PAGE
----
Monday, September 20, 2010

TOP STORY >> Redraw PCSSD, group asks

IN SHORT: Jacksonville school district proponents ask state education director for help, citing district’s failures.

Leader senior staff writer

As the cost of Pulaski County’s 20-year-old desegregation agreement nears $1 billion, a group of frustrated Jacksonville residents Friday petitioned state Education Department Commissioner Tom Kimbrell of Cabot to reorganize the county’s schools, create an independent Jacksonville-north Pulaski County school district or do something.

In a two-page letter to Kimbrell and members of the state board of education says a state of emergency exists and “your assistance will be appreciated,” but it stops short of asking the board to take over the Pulaski County Special School District or to create a new, standalone district. It does not ask any specific remedy.

Attorney Ben Rice, who wrote the letter, said he’s suggesting the board reorganize the school district “to allow the north Pulaski-Jacksonville area to have a separate school district, independent of PCSSD. We have no preference as to whether there is a simple detachment or a dissolution of PCSSD, with our area being allowed to go its own way.”

Currently, PCSSD and the North Little Rock School District are awaiting a ruling from District Judge Brian Miller on whether or not they have achieved unitary status and are released from the desegregation agreement.

The letter, supported by several documents and a half-inch thick stack of petitions with about 2,000 signatures favoring a standalone district, asks Kimbrell and the board of education to do something, according to state Rep. Mark Perry, who says he hand delivered the bound petition to Kimbrell’s office Thursday afternoon and that copies also were mailed to the nine member state Board of Education.

“We’re not spelling it out,” Perry said. “We’re giving them facts they may not have been aware of. They’ll do what’s in the best interest of the kids of Arkansas.”
Perry said neither the creation nor the timing of the delivery of the packet is related to the Pulaski County Special School District’s rejection Tuesday night of the Jacksonville Education Foundation’s proposal to resume talk aimed at a standalone Jacksonville-North Pulaski school district. Nor is it intended as a reflection of the administration of the new PCSSD superintendent Charles Hopson. “Dr. Hopson, I think, will do a good job.”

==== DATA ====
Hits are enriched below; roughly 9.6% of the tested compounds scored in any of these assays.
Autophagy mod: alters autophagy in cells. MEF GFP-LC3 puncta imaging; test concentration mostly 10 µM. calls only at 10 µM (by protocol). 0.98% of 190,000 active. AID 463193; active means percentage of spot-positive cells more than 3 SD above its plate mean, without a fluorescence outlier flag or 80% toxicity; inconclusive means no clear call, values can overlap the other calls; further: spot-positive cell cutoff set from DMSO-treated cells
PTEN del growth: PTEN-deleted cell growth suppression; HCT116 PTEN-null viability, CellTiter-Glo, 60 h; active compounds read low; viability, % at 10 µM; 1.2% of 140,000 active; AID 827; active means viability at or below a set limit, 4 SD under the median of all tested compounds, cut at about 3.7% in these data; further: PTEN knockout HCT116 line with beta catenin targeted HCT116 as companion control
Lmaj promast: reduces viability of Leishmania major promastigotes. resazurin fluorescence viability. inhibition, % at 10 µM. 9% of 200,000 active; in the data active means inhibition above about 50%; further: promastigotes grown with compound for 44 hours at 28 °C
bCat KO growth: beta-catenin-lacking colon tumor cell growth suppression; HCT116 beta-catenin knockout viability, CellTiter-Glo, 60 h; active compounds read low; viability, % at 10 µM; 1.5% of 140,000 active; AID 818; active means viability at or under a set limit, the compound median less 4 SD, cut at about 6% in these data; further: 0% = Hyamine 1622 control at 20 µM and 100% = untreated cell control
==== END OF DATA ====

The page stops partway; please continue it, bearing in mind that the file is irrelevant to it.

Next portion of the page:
“We’ve been working on this for a couple of months,” Perry said. “We have a legislative audit going on. (The legislators are) “bringing them back in to figure out how much misspending there’s been.”

“Sooner or later, something has to be done. Whether or not the court stays involved, I don’t care. What’s going on now is not a remedy.”

Those who signed the document were not from any one of the groups working toward a standalone Jacksonville-North Pulaski district.

The letter was signed by more than a dozen Jacksonville area residents including Perry, Ben Rice, Alderman Reedie Ray, Bishop James. E. Bolden III, Pat Bond, who is chairman of the Jacksonville Education Foundation, Mayor Gary Fletcher, J.P. Bob Johnson and Daniel Gray.

The letter calls the following to the attention of the director and the board members:
• The state has funded desegregation efforts at the districts with more than $896 million.

• In 2003, more than 4,000 registered voters signed a petition calling for detachment election for creation of a new district, but PCSSD successfully challenged hold of such an election in court.

• The state General Assembly appropriated $250,000 for a feasibility study, completed in 2006 which shows such a district would be financially feasible.

• The Jacksonville City council on Aug. 21, 2008 passed a resolution in support of a standalone school district.

• Second feasibility study in 2009 again showed a new Jacksonville-North Pulaski district to be financially feasible.

• The PCSSD board in 2008 approved a resolution in favor of a Jacksonville-North Pulaski district subject to federal court approval, and later it approved boundaries for such a district.

• Approximately one-third of the PCSSD tax revenue comes from the Jacksonville-North Pulaski area, but only 3 percent of the revenues spent for maintenance and construction in the past decade was spent on schools in that area.

• Attorney John Walker found that Jacksonville had been “disfavored in the expenditure of PCSSD funds for facilities.

• Public school enrollment in Jacksonville-North Pulaski had declined nearly a quarter in the last decade.

• A recent state Legislative Audit found extensive financial mismanagement and lack of oversight in the PCSSD, including activities by some board members.

• An impasse exists between the PCSSD board and the unions representing teachers and support staff.